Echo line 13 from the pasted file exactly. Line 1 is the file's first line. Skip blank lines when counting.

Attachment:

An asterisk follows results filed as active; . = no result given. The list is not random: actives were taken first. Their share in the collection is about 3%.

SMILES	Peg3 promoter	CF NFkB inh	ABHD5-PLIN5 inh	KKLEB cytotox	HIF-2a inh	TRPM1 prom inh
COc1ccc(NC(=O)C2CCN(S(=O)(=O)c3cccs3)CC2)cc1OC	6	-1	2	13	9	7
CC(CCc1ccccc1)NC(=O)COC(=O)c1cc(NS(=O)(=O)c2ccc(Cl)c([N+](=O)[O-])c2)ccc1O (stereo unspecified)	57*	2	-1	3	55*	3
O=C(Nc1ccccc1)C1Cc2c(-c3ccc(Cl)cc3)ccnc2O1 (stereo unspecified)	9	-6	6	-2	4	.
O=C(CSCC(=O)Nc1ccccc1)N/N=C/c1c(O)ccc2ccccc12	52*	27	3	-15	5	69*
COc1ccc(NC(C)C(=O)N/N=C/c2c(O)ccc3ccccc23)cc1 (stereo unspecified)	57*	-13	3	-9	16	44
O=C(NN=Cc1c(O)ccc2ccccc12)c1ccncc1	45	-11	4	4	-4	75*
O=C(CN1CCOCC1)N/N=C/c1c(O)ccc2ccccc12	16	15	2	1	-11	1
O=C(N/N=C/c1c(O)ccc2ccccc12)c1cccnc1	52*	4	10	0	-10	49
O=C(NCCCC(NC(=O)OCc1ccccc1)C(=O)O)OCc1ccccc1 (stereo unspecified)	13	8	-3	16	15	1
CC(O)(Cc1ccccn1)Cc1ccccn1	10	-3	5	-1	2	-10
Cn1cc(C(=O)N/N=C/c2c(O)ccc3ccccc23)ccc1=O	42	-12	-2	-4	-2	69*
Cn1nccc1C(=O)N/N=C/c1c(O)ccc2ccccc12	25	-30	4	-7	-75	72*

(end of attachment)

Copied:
Cn1cc(C(=O)N/N=C/c2c(O)ccc3ccccc23)ccc1=O	42	-12	-2	-4	-2	69*